Class of 2009
World No. 3 (1962)
Grand Slam Results
1-time major champion, 1-time finalist
Member of the Spanish Davis Cup 1958-1960, 1972-1973
Overall Record 23-10
Singles Record 18-5
Doubles Record 5-5
After he turned 30 years old, Rod Laver won the Grand Slam. There are legions of tennis Hall of Famers who won majors and assorted championships in their 30s, and Spanish baseliner Andrés Gimeno added his name to the record books when at 34 years, 10 months and 1 day old he became the oldest player to win the French Open in 1972.
Seeded No. 6 at Roland Garros, Gimeno was buoyed by Ilie Năstase being upset in the first round. He breezed through his first two rounds and then needed to comeback from being 2-1 sets down against American Clark Graebner in the third round, 6-3, 3-6, 5-7, 6-2, 6-1. In the quarterfinals, he defeated Stan Smith for the only time in six meetings, 6-1, 7-9, 6-0, 7-5, and found himself in another five-set pickle in the semifinals against Russian Alex Metreveli. His all-court game was just enough to muster a 4-6, 6-3, 6-1, 2-6, 6-3 victory. In the finals against Frenchman Patrick Proisy, who had upset No. 4 Manuel Orantes in the semifinals, Proisy captured the first set 6-4, but Gimeno fostered a potent turnaround, taking the next three sets in dominating fashion, 4-6, 6-3, 6-1, 6-1 victory.
Three years prior to his French title, Gimeno was on the brink of capturing the Australian Nationals as the No. 9 seed. He produced the event’s biggest upset in the third round, dismantling Ken Rosewall in three sets (7-5, 6-1, 6-4), only the third time he’d register a win over the master in 13 attempts. His quarterfinal and semifinal matches were routine three-set victories, but once the final arrived, he was paired against Laver, who was en route to his Grand Slam and won 6-3, 6-4, 7-5. Gimeno reached the Wimbledon semifinal in 1970 (6-3, 8-6, 6-0 loss against John Newcombe) and advanced to the US Open fourth round in both 1969 and 1972.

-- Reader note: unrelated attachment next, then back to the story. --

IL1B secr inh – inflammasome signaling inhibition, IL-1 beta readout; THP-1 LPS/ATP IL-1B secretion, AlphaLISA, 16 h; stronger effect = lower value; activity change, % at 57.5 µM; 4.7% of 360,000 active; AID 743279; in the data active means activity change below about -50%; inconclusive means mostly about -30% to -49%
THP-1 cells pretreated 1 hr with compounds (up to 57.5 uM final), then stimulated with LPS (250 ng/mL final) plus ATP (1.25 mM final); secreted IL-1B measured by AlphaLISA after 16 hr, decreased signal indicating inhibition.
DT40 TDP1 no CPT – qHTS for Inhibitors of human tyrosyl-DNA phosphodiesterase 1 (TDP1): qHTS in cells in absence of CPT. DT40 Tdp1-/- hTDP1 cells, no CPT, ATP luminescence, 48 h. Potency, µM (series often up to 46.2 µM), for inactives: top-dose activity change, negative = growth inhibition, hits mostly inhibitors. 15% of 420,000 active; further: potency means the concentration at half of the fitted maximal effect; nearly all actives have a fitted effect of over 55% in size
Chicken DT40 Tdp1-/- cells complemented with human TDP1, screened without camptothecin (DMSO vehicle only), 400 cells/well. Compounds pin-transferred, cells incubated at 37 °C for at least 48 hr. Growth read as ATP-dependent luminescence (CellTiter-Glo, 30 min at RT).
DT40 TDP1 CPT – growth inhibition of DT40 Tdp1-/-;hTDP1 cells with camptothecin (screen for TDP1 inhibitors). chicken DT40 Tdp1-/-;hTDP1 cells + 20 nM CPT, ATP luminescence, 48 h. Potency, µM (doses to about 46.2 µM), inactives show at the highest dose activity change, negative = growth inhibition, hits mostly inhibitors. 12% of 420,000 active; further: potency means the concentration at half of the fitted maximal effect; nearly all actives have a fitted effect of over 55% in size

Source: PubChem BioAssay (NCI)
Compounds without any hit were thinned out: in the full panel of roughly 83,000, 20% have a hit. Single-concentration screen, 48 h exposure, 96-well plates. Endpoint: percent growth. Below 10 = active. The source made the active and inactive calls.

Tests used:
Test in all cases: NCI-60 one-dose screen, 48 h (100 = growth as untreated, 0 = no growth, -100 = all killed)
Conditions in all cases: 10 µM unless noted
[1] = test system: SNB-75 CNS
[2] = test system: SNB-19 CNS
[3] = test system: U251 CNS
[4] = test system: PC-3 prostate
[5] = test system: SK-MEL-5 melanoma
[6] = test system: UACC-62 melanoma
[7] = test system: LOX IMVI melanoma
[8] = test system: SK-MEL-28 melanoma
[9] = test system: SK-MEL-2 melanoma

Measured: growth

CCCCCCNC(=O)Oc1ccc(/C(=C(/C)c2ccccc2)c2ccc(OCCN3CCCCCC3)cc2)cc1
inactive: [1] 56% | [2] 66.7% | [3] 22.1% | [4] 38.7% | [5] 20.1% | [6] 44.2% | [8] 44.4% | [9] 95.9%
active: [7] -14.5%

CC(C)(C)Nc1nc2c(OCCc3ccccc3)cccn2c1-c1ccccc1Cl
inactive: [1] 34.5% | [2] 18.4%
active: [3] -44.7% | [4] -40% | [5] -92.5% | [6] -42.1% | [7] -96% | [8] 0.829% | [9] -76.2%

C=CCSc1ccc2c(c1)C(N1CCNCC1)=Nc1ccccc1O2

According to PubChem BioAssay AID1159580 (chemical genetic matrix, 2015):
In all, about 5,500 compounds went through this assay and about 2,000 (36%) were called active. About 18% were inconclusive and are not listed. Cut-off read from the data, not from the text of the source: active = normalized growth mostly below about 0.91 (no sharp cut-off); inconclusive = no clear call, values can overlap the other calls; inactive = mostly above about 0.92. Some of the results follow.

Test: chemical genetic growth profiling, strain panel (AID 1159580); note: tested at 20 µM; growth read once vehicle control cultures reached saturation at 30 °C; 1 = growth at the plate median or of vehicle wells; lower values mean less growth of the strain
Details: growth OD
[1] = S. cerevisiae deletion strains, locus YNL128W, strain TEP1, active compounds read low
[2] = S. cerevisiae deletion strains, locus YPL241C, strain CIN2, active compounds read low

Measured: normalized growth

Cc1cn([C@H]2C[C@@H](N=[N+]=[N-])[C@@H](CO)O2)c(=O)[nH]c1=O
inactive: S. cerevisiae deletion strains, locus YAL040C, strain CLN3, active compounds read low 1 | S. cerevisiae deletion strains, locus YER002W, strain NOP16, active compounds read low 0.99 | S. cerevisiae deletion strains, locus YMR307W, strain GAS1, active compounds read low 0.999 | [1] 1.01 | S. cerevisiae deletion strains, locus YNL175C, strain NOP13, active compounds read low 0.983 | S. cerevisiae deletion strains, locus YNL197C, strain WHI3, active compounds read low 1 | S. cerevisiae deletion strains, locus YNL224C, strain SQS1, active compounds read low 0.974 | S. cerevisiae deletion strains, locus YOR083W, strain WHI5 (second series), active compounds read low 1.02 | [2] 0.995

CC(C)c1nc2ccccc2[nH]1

While Gimeno won the 1971 German Open impressively over Hungarian Peter Szoke, 6-3, 6-2, 6-2 and teamed with Aussie John Alexander to win the doubles over Dick Crealy and Allan Stone, 6-4, 7-5, 7-9, 6-4, some of his best results came as a professional. He reached the finals of the U.S and French Pro in 1967, the Wembley Pro in 1965 and a previous French Pro in 1962. Laver was a particular foil, defeating him in all championship finals except the 1962 French Pro, where he was felled by Rosewall.
After his playing career, Gimeno founded his own tennis club in Barcelona and worked as a tennis commentator on Spanish television broadcasts.
Australian Open: F 1969
French Open: W 1972
Wimbledon: SF 1970